NCAA 2, Penn State 0. That's the real score through two weeks of the Nittany Lion football season.
While most were expecting the NCAA sanctions levied against the Penn State football program in the wake of the Sandusky scandal to have the most bite in the future, they’ve hit home immediately.
With running back Silas Redd and punter/placekicker Anthony Fera still in the program, the Nittany Lions would arguably be 2-0 heading into today’s game against Navy and certainly no worse than 1-1. But Redd (Southern Cal) and Fera (Texas), among others, are gone thanks to the NCAA’s sanctions that allowed players to leave without having to lose a year of eligibility.
Those defections, throw in wide receiver Justin Brown (Oklahoma) if you want, have made an impact on the scoreboard. NCAA President Mark Emmert must be proud.
But as significant as the losses of those players are, Penn State coach Bill O’Brien and his players have more than a little soul-searching to do themselves. Even without Redd and Fera, they could be — and probably should be — 2-0.
The Nittany Lions led 14-3 at halftime against Ohio, a good Mid-American Conference team, but were dominated in the second half of a 24-14 loss.
And while many want to pin last week’s 17-16 loss solely on kicker Sam Ficken, who missed four field goals and had an extra point blocked, you can spread the blame in several other places.
O’Brien touched on some of it after the game and during his weekly pre-game news conference, shouldering the blame on himself and his staff instead of the players.
While hearing a coach take the hit for a loss is a little cliché, this time it has some merit. O’Brien calls the plays and while the Penn State offense has moved the ball this season, it has little to show for it.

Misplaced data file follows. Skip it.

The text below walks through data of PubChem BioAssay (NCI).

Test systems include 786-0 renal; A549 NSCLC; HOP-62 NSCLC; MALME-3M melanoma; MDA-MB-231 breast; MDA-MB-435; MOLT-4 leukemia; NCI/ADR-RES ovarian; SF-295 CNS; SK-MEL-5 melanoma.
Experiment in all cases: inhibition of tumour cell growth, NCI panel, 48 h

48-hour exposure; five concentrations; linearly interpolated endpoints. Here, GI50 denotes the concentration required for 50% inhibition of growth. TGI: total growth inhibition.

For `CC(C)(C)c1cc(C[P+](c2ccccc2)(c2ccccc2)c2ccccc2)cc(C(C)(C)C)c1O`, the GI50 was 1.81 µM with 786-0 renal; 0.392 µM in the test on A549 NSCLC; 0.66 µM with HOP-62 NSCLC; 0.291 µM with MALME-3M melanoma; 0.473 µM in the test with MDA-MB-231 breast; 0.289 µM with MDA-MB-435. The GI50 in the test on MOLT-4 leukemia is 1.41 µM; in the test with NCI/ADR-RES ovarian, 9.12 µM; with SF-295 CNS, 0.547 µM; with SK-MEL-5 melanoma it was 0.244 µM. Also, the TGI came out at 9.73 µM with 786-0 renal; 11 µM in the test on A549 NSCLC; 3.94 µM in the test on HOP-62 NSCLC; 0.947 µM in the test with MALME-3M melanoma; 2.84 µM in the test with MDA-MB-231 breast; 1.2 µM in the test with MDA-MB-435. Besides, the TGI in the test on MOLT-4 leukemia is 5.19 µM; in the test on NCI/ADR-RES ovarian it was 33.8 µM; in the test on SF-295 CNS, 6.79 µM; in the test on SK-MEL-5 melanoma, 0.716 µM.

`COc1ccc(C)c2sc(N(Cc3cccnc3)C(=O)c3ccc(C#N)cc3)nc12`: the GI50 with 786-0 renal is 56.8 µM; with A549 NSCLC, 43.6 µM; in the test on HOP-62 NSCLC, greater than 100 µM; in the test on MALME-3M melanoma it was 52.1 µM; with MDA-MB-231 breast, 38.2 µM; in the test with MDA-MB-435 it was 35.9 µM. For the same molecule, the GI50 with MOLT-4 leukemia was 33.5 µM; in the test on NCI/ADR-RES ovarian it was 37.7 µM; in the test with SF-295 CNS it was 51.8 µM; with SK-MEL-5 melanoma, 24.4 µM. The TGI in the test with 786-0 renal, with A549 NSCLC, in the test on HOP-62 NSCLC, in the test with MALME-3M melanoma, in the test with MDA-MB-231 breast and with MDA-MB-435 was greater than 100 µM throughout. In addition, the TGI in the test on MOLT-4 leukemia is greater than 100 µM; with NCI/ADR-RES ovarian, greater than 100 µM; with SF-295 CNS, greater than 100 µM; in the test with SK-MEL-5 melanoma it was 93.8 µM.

The Nittany Lions had the ball in Virginia territory 11 times and scored just 16 points.
The defense gave the ball to the offense with four turnovers — each deep in Virginia territory — and Penn State produced just three points. Blame some of that on Ficken’s misses, but offenses are supposed to score touchdowns when they get the ball inside the 20.
“We've got to do a much better job on offense of turning those things into points, and that starts with me,” O’Brien said this week. “I’ve got to do a better job of calling plays there to get us in position to score touchdowns.”
And if you look at this season in a nutshell, the numbers do come down to the red zone. Penn State is dead last in the Big Ten — on offense and defense — inside the opponents’ 20.
Penn State has scored on just four of seven trips (three touchdowns) in seven possessions in the red zone. Five of those seven possessions came after turnovers and one on a blocked punt.
And the Nittany Lions are having to make it to paydirt through the air.
None of the team’s scores has come on the ground this season. Even the New England Patriots, where O’Brien coached last season, know that you have to be able to run the ball inside the 20.
Penn State’s 57.1 percent conversion rate in the red zone is the worst in the Big Ten, by more than 18 percentage points and is tied for 108th nationally.
But, the numbers don’t stop on offense. Opponents have scored all five times they’ve reach the red zone on Penn State.
Four of those five times have yielded touchdowns, including Virginia’s game-winning score last week.
That Cavalier touchdown came on a third-down play, which is highly appropriate this season. Penn State’s defense is last in the Big Ten and 118th in the nation, allowing opponents to convert on 22 of 36 third downs. The Nittany Lions have stopped opponents on third down just three times in 21 attempts during the second half.
You’re not going to win many games like that.
And Penn State is in dire need of a win. The program has had just one of those since the university fired Joe Paterno last November.
Excuse the pun, but Navy presents the opportunity to get the ship righted. The Midshipmen were throttled 50-10 by Notre Dame in Ireland on Week 1.
While Navy’s triple option offense is tricky — and could be tough on a team that is struggling to stop opponents on third down — this is a game Penn State should be putting in the win column.
Maybe that gives the Nittany Lions a little momentum headed toward a Big Ten schedule that certainly hasn’t produced any world-beaters thus far.
And maybe a couple of wins will help Nittany Nation forget about the score with the NCAA.
Walt Moody is sports editor at the Centre Daily Times. He can be reached at 231-4630. Follow him on Twitter @wmoodycdt